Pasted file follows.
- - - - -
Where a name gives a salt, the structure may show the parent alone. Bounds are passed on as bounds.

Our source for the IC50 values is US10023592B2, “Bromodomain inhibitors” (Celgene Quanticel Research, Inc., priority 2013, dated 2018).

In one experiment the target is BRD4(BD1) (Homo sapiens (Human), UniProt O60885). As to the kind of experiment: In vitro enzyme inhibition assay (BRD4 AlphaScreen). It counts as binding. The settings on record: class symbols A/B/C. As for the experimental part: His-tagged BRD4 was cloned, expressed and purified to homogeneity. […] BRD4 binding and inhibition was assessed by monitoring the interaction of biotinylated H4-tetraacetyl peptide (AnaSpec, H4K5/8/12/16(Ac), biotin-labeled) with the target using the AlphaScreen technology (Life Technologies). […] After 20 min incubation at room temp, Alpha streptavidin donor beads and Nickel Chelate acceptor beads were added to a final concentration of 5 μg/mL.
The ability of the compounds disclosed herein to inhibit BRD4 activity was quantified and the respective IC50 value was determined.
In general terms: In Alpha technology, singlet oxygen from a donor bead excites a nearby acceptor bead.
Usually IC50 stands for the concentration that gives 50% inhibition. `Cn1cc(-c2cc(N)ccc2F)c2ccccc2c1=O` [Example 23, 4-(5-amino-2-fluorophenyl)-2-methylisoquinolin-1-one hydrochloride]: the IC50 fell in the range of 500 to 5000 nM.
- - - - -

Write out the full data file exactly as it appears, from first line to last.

Where a name gives a salt, the structure may show the parent alone. Bounds are passed on as bounds.

Our source for the IC50 values is US10023592B2, “Bromodomain inhibitors” (Celgene Quanticel Research, Inc., priority 2013, dated 2018).

In one experiment the target is BRD4(BD1) (Homo sapiens (Human), UniProt O60885). As to the kind of experiment: In vitro enzyme inhibition assay (BRD4 AlphaScreen). It counts as binding. The settings on record: class symbols A/B/C. As for the experimental part: His-tagged BRD4 was cloned, expressed and purified to homogeneity. […] BRD4 binding and inhibition was assessed by monitoring the interaction of biotinylated H4-tetraacetyl peptide (AnaSpec, H4K5/8/12/16(Ac), biotin-labeled) with the target using the AlphaScreen technology (Life Technologies). […] After 20 min incubation at room temp, Alpha streptavidin donor beads and Nickel Chelate acceptor beads were added to a final concentration of 5 μg/mL.
The ability of the compounds disclosed herein to inhibit BRD4 activity was quantified and the respective IC50 value was determined.
In general terms: In Alpha technology, singlet oxygen from a donor bead excites a nearby acceptor bead.
Usually IC50 stands for the concentration that gives 50% inhibition. `Cn1cc(-c2cc(N)ccc2F)c2ccccc2c1=O` [Example 23, 4-(5-amino-2-fluorophenyl)-2-methylisoquinolin-1-one hydrochloride]: the IC50 fell in the range of 500 to 5000 nM.